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How the Koch brothers' campaign to hurt Obamacare may have actually helped it

Alex Wong / Getty Images News

Anti-Obamacare groups that poured millions into attack ads might have inadvertently given the law a boost.

A new analysis finds states that did really well at signing people up for the Affordable Care Act tended to have higher numbers of ads denouncing the law. You see that in this scatter plot, drawn up by Niam Yaraghi at the Brookings Institute who writes about the connection here.


What you see on the Y-axis is what Yaraghi describes as each state's "enrollment ratio," which is the percent of people in each state eligible to enroll in Obamacare who actually did. On the X-axis is per-capita ad dollars spent on anti-Obamacare ads.

There's generally a positive relationship between more anti-Obamacare ad dollars and a better enrollment ratio. "After controlling for other state characteristics such as low per capita income population and average insurance premiums, I observe a positive association between the anti-ACA spending and ACA enrollment," Yaraghi writes.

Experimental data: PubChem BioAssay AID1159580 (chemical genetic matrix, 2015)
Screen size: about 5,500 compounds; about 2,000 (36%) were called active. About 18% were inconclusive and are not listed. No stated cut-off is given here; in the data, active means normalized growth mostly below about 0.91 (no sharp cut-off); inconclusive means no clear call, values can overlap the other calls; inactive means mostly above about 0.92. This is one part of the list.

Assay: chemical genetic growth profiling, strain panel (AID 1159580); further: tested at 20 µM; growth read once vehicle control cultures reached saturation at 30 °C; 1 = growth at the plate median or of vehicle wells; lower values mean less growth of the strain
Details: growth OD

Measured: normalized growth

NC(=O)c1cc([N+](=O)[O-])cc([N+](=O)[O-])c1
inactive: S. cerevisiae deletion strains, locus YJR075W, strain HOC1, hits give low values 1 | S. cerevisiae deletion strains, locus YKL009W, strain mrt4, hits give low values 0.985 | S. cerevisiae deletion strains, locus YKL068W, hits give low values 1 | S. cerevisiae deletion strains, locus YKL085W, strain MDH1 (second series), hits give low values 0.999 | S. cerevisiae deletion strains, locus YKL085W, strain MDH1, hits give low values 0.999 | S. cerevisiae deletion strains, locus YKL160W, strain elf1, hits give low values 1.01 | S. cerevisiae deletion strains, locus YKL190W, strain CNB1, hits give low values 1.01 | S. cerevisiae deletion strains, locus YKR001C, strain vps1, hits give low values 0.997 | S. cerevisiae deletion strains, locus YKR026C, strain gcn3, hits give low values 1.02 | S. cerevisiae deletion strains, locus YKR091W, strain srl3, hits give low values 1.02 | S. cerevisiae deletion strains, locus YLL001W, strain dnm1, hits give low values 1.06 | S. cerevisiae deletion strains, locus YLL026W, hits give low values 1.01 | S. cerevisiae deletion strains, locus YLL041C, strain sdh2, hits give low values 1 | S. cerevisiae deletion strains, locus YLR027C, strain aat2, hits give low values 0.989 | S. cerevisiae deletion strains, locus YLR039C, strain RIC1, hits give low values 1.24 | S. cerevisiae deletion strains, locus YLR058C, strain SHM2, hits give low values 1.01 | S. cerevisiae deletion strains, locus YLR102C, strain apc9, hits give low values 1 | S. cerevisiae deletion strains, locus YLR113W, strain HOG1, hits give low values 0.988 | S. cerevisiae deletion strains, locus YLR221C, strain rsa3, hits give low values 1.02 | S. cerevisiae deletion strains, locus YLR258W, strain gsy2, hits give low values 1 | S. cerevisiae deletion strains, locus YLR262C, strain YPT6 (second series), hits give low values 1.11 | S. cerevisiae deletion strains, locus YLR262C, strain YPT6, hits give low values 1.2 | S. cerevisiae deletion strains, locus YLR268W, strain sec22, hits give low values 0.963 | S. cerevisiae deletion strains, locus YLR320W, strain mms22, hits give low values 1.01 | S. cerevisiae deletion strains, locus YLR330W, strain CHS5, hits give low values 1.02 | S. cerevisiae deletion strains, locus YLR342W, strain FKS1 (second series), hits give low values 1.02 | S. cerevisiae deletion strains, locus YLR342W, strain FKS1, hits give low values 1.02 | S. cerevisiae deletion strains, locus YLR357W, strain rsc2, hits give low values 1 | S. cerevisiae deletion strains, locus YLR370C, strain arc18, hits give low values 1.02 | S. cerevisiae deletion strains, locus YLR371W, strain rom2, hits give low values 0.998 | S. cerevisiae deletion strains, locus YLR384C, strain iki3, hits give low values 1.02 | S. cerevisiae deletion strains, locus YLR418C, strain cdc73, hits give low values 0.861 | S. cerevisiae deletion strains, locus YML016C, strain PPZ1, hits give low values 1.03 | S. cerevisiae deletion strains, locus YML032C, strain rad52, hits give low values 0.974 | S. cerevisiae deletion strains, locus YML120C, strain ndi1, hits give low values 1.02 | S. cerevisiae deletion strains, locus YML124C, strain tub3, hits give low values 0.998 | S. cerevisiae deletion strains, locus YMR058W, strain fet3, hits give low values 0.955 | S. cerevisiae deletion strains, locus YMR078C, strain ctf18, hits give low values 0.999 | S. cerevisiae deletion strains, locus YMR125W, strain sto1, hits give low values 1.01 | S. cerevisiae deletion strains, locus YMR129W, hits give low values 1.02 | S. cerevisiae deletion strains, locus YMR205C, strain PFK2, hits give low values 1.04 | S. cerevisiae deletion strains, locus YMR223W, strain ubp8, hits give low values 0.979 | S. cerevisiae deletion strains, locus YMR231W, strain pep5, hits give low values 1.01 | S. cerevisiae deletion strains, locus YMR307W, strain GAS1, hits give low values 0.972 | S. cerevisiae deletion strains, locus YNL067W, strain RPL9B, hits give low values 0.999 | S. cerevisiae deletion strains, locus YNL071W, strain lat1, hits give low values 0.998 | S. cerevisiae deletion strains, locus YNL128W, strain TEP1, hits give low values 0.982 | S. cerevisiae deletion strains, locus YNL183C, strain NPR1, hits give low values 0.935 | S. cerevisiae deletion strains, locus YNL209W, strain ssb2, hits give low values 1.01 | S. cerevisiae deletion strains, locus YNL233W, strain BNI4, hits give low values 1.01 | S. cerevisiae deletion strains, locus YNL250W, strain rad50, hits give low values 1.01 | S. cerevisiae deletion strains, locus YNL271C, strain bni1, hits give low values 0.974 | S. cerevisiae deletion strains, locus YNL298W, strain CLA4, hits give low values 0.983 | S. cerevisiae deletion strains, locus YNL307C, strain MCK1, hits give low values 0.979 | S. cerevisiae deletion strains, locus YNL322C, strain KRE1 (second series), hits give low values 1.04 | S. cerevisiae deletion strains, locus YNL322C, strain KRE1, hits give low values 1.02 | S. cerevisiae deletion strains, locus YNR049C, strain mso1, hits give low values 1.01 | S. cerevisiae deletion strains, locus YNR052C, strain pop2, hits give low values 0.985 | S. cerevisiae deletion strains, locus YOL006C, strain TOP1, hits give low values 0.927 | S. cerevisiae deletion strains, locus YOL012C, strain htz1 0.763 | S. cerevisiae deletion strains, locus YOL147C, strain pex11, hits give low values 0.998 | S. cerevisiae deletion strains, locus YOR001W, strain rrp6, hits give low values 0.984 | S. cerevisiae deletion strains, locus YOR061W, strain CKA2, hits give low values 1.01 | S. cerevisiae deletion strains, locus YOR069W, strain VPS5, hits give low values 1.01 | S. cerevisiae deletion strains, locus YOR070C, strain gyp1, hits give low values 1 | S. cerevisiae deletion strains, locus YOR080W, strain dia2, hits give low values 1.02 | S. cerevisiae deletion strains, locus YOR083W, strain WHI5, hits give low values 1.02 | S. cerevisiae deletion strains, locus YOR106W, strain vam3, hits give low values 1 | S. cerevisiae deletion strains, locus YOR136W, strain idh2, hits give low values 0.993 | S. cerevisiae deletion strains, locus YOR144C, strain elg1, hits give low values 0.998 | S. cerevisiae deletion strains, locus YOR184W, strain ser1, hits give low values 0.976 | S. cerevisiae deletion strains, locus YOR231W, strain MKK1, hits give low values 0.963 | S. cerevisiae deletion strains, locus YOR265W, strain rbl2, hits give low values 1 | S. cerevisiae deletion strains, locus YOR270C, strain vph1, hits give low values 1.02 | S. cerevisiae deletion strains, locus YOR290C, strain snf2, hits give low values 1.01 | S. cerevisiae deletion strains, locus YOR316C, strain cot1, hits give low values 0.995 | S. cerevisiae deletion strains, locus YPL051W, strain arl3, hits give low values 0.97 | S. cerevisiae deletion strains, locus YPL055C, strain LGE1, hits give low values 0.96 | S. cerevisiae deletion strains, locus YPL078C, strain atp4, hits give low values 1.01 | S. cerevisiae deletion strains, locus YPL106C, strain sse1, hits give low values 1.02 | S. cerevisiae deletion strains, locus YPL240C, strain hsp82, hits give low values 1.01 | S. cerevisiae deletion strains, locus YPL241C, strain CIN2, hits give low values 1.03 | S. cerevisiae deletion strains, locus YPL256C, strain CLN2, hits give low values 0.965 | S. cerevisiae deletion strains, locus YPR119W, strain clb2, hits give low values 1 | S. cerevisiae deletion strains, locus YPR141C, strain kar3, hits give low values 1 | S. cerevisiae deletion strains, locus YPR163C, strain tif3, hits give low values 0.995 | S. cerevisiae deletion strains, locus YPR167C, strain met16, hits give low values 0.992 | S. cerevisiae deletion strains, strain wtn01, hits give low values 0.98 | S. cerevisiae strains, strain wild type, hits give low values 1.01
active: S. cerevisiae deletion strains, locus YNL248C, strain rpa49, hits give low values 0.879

Anti-Obamacare ads certainly aren't the only reason people signed up for health insurance. In Kentucky, for example, a state with some of the highest enrollment and ad spending, the state ran a really great private insurance marketplace.

At the same time, there are a few plausible pathways where anti-Obamacare ads could encourage enrollment. One that Yaraghi suggests is that the attacks could have raised awareness about the health care law, letting people know that "a governmentally subsidized service" was new and available. It's also possible that they made the future of Obamacare seem more uncertain, which could encourage people to sign up quickly.

"People who believe that subsidized health insurance may soon disappear," Yaraghi writes, "Could have a greater willingness to take advantage of this one time opportunity."

And that means that the Koch brothers, who spent an estimated $30 million on ads opposing Obamacare, might have actually had a hand in getting people signed up for insurance coverage.

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